During the last months I’ve been very grateful to Deutsche Bahn! But I couldn’t help thinking WHY are they maintaining such a service? After all, it takes resources and it seems like no other country or organisation is offering anything like that (if you want info on international trains the Finnish State Railways’s webpage links you to the two All-European websites I put above).

  • German efficacy! (Good national PR this website, don’t you think?)
  • “We used to be THE European superpower and we are still big, all the European trains pass by us or if not then we are at least AWARE of their timetables!” (They are actually big and the trains do pass by them.)
  • There are 82 million Germans, so there are probably quite a couple of million of them travelling in European railways yearly – and I’d think they are assuming they get information&service from their state railway officials.
If somebody has more views on the topic I’d be interested to hear about them!

Enjoy your train travels in Europe!



*he suggested that the timetable data is uploaded straight from the national railways site of each country

**I just found out that Serbian is apparently the only European language using both Cyrillic and Latin alphabets.

Why have I thought to give a go for a blog?

I guess I have three main reasons.

1) The first reason is to share my observations and thoughts about different cultures and social phenomena  – and if possible to hear others’ views on these topics.

As I’m currently doing an internship in a small Polish town I’ve been lately thinking a lot about
– cultural differences
– how is it like to live & work in a foreign country and foreign culture, especially when you speak only few words of the local language
– my own culture & my habits; which part of it comes from my personality, which from the customs of my family, which from Finland, which from Scandinavia and so on.

Especially regarding the last one I’d be really interested to hear opinions on Scandinavian/Slavic/European culture. If there happens to be someone who’d like to comment Finnish culture the views are of course more than welcome also on that topic!

I like to get to know different kinds of cultures and people and think about the reasons behind the action. I like to do this as well abroad as back home in Finland, but when you’re abroad you’re paying more attention to your surroundings and seeing more things.  The same thing happens when you have a (foreign) friend visiting your home town and you take a walk with him/her … and that’s when you start looking your own home town like a tourist and seeing things you had never  noticed before( … like a statue of Lenin, in my case…).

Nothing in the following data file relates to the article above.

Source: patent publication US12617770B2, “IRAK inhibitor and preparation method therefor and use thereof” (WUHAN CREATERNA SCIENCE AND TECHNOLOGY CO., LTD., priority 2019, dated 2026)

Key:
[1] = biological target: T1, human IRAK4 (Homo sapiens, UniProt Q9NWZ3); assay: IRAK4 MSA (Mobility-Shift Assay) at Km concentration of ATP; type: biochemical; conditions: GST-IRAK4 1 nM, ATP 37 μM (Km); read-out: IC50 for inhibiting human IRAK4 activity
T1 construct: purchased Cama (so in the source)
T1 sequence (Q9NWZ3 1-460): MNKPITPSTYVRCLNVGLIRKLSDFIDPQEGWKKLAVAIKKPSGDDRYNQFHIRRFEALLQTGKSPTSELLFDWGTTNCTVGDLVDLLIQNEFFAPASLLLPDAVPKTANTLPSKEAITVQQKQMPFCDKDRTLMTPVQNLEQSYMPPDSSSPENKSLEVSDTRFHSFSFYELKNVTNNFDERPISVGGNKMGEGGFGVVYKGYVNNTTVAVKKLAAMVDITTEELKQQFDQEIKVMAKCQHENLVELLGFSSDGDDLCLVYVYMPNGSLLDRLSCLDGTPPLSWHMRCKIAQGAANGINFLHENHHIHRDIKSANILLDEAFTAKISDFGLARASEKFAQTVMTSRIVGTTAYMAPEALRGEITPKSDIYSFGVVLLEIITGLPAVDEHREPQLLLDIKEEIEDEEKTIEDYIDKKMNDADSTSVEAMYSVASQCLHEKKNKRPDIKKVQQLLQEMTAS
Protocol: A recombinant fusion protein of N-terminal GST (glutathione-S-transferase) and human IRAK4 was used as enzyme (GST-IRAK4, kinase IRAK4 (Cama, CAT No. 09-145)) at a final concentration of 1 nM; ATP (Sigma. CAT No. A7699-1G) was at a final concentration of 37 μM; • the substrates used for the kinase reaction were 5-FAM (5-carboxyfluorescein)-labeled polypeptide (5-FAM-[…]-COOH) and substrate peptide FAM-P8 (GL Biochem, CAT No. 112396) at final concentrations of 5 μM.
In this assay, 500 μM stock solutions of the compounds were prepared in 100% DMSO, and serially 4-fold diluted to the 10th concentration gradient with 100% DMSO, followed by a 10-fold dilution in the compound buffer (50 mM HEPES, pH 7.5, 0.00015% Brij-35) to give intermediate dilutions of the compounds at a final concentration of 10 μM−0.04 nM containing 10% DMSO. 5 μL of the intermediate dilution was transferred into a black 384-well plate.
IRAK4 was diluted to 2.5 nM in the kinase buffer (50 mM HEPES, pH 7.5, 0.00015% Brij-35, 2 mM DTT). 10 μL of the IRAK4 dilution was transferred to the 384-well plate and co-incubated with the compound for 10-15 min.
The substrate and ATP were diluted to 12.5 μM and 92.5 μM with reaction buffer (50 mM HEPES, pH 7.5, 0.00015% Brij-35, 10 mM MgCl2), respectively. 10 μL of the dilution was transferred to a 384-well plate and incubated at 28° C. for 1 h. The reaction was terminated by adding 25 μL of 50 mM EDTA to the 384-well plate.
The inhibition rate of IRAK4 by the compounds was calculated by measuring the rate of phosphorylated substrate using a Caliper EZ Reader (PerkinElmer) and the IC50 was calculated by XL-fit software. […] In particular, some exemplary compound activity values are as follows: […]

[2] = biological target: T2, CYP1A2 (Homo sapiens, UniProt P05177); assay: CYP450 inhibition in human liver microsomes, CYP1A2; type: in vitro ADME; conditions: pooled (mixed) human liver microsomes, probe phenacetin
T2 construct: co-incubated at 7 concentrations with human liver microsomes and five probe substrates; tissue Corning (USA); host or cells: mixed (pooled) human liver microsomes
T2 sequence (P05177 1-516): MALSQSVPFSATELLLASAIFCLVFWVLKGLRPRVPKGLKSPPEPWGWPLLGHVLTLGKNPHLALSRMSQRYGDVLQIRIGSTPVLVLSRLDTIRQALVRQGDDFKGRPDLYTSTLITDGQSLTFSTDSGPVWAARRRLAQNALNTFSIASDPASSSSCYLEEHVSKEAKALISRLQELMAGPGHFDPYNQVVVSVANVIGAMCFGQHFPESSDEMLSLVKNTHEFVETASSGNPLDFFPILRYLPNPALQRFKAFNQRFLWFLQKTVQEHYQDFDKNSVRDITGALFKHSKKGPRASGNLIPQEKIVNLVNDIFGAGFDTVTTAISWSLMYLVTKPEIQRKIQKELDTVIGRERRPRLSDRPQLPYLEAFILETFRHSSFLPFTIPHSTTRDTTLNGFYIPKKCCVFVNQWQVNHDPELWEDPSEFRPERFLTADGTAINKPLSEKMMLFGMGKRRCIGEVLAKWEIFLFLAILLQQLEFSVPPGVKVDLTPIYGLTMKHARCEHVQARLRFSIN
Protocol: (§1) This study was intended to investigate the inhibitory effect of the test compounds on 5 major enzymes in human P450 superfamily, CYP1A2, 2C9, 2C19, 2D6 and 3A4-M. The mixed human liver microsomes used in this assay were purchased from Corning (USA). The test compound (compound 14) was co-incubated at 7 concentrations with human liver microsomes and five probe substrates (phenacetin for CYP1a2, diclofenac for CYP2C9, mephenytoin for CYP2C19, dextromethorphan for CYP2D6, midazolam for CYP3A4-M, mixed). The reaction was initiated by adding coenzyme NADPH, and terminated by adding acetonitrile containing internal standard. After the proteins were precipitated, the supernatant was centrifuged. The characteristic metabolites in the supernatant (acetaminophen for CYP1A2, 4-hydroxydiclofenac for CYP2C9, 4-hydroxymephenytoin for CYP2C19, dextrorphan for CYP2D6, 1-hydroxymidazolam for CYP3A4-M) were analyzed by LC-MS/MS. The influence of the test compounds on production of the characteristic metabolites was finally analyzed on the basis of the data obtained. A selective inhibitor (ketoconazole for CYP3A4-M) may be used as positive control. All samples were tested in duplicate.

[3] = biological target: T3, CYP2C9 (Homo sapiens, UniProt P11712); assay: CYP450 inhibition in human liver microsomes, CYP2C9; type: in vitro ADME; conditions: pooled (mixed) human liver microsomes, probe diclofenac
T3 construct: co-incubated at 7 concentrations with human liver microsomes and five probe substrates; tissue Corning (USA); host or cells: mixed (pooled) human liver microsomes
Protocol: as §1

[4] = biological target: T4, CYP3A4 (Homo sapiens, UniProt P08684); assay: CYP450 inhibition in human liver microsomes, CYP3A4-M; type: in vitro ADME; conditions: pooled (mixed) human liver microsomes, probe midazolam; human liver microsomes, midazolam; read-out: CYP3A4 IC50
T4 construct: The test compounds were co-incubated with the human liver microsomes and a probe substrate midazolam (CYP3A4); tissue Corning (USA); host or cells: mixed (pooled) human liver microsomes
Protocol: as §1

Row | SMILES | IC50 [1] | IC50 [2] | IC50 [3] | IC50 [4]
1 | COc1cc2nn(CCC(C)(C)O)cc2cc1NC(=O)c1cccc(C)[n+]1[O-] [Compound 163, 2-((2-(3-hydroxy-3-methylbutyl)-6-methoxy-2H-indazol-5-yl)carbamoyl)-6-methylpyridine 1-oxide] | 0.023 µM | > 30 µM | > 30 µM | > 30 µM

When I’m abroad I love to notice some small details that are different than back home. I also get my kicks of noticing how some far away countries and cultures may surprisingly share some customs or beliefs that might be unknown for their neigbouring countries! You can then see if you like best your own way or the other way of doing things – and in some cases you might be able to import the good practices back home with you!

2) The second reason for my blog is that I thought I could share some tips and thoughts about travelling. Some useful links and some places I liked.

3) The third reason, less precisely defined, would be just sharing in altogether the things which give me kicks! It would be great if someone reading my blog found there new ideas or new sources of inspiration. And vice versa – I’m always interested in new ideas what to do and how to do the familiar things in a new way,  so I would be interested to read your comments!

There’s also the “extra reason” that a blog gives me an opportunity to work on my written expression (especially in English), as nowadays it’s limited in writing emails and sometimes a diary (in Finnish). In addition to Finnish and English I also speak French, Swedish and German so you’re very welcome to comment also in these languages! (although my written expression in those languages is more on the “emailing to friends” level!)

I hope you will enjoy the travel with me!